Very well written and technically sound, realy makes you think "what if?!!" As an ex-soldier, outdoorsman, blacksmith and history buff this story is right up my alley! I reccomend it highly to anyone not in the above catagories also! I travel alot and am looking forward to listening to the rest of the books in this series as I do.
This is the begining of the best series of books that I have ever read. It does stretch the imagination a little, but I believe that the physical changes are believable and hey it is just a what if this were to happen book, so lighten up on it. It is a great read, and I read the series one after another over and over and over. I always find something new, and am never bored in doing so.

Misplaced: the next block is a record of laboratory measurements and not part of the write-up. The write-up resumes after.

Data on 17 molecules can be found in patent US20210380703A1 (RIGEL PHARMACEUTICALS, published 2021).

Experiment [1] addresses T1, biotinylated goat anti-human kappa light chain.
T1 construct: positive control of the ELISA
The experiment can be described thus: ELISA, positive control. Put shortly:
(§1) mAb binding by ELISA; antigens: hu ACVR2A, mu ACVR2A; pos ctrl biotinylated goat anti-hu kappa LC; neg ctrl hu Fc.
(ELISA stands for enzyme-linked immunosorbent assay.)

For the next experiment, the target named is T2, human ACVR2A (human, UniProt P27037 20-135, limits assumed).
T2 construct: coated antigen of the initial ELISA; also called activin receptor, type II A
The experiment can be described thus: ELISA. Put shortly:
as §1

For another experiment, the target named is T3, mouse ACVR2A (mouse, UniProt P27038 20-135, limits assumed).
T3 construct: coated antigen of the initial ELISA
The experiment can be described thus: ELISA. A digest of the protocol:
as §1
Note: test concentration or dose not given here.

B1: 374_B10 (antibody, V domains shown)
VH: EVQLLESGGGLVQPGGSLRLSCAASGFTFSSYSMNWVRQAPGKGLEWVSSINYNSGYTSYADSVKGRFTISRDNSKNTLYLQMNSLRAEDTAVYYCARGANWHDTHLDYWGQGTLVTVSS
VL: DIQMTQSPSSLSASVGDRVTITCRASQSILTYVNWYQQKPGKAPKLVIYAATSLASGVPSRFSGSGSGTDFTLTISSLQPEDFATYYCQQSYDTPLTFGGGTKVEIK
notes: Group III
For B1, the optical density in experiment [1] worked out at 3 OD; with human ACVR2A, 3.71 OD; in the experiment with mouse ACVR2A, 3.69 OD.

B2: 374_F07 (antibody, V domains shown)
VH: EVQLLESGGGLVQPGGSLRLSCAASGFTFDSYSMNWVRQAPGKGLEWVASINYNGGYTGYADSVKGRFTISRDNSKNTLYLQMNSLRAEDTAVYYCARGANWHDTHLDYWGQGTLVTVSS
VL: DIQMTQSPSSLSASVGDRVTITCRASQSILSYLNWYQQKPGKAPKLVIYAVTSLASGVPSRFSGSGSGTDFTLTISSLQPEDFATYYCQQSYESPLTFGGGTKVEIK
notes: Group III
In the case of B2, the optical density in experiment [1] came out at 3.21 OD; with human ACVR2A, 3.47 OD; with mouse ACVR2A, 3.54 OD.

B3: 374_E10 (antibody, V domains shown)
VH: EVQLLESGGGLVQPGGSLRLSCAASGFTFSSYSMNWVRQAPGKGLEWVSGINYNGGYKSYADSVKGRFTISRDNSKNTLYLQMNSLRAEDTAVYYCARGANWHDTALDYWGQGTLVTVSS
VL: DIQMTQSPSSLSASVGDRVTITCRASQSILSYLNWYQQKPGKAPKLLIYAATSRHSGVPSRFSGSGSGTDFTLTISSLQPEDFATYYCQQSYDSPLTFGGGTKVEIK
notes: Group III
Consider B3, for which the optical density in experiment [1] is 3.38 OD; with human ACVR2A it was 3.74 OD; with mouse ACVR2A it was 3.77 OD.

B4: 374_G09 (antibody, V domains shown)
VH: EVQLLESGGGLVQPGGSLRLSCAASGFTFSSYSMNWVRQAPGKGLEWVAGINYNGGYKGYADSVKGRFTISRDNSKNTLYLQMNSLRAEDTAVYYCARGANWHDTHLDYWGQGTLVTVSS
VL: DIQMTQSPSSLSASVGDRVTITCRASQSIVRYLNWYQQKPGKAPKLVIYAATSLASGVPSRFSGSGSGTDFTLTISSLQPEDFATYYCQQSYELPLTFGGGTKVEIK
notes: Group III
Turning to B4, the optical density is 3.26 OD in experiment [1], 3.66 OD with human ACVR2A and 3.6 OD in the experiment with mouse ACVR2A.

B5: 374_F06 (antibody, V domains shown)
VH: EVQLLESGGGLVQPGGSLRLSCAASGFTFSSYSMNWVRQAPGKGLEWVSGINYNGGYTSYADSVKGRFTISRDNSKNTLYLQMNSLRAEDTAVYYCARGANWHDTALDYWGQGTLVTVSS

This book plays out like a cheap B-movie on late night cinema. Stirling expects his audience to buy into a plot where the human race is thrust into a medieval setting where nothing electrical works, not to mention firearms. He breaks the rules of physical law just simply to level the playing field and offers no explanation other than the possible "Alien Space Bats". I'm sorry, but that's too big of a pill to swallow. And the rate at which civilized society melts into chaos is also plainly unbelievable (Just a week or two). He rushes things along in this self-serving plot without regard to anything that might really be practical. He does however have some interesting insight into the mob mentality when faced with starvation and desperation. From teenage girls who also happen to be expert archers and veterinarian sword-masters to storming castles by hang-glider, this book requires a huge leap of faith on the readers part.